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Year : 2009  |  Volume : 8  |  Issue : 3  |  Page : 163-167 Table of Contents     

Pediatric day case surgery: Experience from a tertiary health institution in Nigeria

1 Department of Surgery, Paediatric Surgery Unit, Ilorin, Nigeria
2 Department of Anaesthesia, University of Ilorin Teaching Hospital, Ilorin, Nigeria

Date of Web Publication26-Oct-2009

Correspondence Address:
L O Abdur-Rahman
Department of Surgery, UITH, Ilorin, P. O. Box 5291, Ilorin-240 001
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Source of Support: None, Conflict of Interest: None

DOI: 10.4103/1596-3519.57238

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Background : The general observation that children achieve better convalescence in the home environment supports the need for adoption of day case surgery, which is gaining considerable acceptance in developing countries. Pediatric surgical service is in great demand in developing countries, and in-patient beds and surgical supplies are insufficient.
Method : A prospective collection of data on all pediatric day surgeries (PDSs) by the pediatric surgical unit University of Ilorin Teaching Hospital (UITH, Ilorin, was done. Parents had pre-operative outpatient briefing and postoperative interviews on the second and ninth days for consultation regarding post-operative complications and events at home. Study period was between April 2005 and September 2007 (2½ years).
Results : Of the 660 elective cases, 449 (68.02%) children were recruited as day cases. The male-to-female ratio was 14.3:1. Age ranged between 20 days and 15 years with a mean of 37.6 months and standard deviation (SD) of 34.4 months. Congenital hernias/ hydroceles were the highest indications (71.2%), followed by lump/ masses (12.9%), undescended testes (8.7%), umbilical hernias (4.8%) and thyroglossal duct cyst (2.5%). In 98.9% of cases, the parents resided within 20 km radius of the hospital, and 91.5% of them could reach the hospital within 1 hour. Fathers and mothers of 80.1% and 77.1% of children, respectively, had above-primary education. More than half of the fathers (55%) were civil servants, while 30% were self-employed. The mothers were civil servants in 37.3% of cases, and 34% were self-employed. The average number of outpatient clinic visits before surgery was 2-3 visits (41.2%) with mean interval to surgery of 4-5 weeks (60.3%). Logistics (investigations and availability of operation list) and patient's fitness for surgery were statistically significant delay factors (P= 0.001).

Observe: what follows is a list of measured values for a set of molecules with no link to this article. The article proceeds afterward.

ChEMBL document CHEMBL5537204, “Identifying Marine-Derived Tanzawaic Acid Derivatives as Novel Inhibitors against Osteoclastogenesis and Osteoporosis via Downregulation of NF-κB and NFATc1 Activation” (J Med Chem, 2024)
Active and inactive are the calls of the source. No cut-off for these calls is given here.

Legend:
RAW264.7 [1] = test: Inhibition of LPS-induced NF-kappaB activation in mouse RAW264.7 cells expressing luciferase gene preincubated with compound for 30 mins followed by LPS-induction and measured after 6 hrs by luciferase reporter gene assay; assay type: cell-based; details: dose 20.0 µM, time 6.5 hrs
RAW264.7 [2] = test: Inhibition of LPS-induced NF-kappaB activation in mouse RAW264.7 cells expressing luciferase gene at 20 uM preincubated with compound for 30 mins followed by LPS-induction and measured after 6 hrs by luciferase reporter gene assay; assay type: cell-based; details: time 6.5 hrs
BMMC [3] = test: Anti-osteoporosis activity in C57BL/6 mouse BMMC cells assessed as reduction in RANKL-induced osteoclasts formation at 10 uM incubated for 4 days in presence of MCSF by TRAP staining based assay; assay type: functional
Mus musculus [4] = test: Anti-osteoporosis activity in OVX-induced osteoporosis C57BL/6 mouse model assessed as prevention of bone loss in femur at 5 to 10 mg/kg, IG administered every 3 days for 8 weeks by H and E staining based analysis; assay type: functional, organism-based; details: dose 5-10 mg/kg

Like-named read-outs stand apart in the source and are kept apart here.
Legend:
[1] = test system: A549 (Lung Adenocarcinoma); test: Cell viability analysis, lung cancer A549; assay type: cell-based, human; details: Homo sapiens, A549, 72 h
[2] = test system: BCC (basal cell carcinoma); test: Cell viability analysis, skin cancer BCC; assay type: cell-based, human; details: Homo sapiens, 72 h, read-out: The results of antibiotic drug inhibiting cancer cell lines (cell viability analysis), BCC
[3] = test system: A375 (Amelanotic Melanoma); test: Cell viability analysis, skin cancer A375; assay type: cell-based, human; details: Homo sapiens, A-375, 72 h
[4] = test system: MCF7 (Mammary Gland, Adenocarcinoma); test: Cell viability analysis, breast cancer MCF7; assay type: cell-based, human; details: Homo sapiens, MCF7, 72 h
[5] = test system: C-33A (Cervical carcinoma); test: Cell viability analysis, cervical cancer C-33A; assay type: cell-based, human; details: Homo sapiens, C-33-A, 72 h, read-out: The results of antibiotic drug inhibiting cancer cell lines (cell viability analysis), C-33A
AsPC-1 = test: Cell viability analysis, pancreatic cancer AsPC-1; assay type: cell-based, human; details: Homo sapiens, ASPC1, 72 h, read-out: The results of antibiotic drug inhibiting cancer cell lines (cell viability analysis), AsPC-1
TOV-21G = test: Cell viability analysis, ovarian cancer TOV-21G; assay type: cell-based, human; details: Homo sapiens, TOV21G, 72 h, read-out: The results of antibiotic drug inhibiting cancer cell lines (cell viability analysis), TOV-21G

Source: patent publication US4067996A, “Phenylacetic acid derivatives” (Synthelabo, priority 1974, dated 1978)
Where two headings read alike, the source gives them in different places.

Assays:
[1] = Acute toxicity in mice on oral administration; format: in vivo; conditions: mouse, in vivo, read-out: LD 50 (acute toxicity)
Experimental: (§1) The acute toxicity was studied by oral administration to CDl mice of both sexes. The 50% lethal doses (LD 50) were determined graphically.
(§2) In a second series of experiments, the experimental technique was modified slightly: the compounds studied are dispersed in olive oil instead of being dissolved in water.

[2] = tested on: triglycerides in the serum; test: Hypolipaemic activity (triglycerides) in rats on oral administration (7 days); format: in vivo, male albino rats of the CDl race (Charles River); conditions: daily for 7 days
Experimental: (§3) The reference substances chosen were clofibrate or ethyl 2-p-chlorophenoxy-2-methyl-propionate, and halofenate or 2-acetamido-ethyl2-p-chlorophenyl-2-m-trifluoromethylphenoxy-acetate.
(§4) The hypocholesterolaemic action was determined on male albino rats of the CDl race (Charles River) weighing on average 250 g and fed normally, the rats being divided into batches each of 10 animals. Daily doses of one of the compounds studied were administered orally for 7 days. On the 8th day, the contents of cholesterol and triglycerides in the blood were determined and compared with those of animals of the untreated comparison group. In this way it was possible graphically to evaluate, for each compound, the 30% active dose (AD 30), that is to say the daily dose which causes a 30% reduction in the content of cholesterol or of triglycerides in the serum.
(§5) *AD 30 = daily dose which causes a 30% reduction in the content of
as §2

Conclusion : Parents reported 14 children to be irritable at home due to pain, while the others reported satisfactory day case experience. No unplanned admission or mortality was recorded, and only 3 (0.8%) parents would not recommend day case surgery to other people. Conclusion: Pediatric day case surgery is feasible for well-selected and monitored cases in our environment. Term neonates with informed parents are suitable for pediatric day case surgery. There is a need for a day case center to reduce waiting list at UITH.

   Abstract in French 

Arrière-plan : Le observation générale que les enfants atteindre convalescence mieux à la maison environnement prend en charge la nécessité d'adoption de la chirurgie affaire jour qui gagne plus d'acceptations dans les pays en développement. Service Chirurgie pédiatrique est en grande demande aux pays en développement et de lits de remboursement des soins et de fournitures chirurgicales sont insuffisantes.
Méthode : UN prospective collecte de données sur tous les enfants PDS par le pédiatrique chirurgicale unité de UITH, Ilorin a été faite. Parents avaient préopératoire externe briefing et entrevues post opérationnels sur le deuxième et le neuvième jour pour post-operative les complications et les événements à la maison. Période d'étude a été entre avril 2005 et Septembre 2007 (2,5 ans).